Holistic local sustainability; food, water, energy, money, people
When new hens arrive, they all stand still, hold their heads up high and keep still, sensing the new presence. One day I’ll be ready with the camera, but not this time. They are kept seperate for a week to become accustomed to each other, minimise competition for resources and establish their pecking order gently. Introducing hens in pairs is better.
None of these are rescue hens; they’re all heritage. We are experimenting with how many can be accommodated. By the way, City Council regulations allow 20 on a premises of 800 msq + (EF is on 802 msq)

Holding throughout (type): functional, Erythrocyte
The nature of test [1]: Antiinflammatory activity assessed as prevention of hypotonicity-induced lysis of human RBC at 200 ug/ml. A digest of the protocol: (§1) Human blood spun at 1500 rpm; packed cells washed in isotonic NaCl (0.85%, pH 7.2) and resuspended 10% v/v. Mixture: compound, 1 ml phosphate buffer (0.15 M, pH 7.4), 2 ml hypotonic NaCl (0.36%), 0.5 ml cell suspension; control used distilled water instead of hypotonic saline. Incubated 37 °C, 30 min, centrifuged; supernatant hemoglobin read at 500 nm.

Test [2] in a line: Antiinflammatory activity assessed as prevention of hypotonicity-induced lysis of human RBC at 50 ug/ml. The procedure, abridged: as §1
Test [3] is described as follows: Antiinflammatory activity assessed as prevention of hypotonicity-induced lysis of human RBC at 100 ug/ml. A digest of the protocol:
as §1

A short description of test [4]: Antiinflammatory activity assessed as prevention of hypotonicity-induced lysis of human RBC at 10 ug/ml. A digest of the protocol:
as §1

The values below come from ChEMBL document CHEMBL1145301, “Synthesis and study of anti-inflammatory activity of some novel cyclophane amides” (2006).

Another lady to arrive recently is the beautiful Zoe, who loves gardening, caring for householders and generally pitching in wherever she can. We met through BrisLETS in September. Living at EF seemed ‘too good to be true’, she said, so within weeks, she was part of the household.
In September, our first Leghorns arrived because neighbours Glen and Kay asked for eggs, hence the name ‘Gay’ for one of them. We put them in the mix immediately – not knowing better – and the younger one got harrassed a lot, so she’s “Britney” – Leave Britney alone!!!! come the cries of Chris Crocker.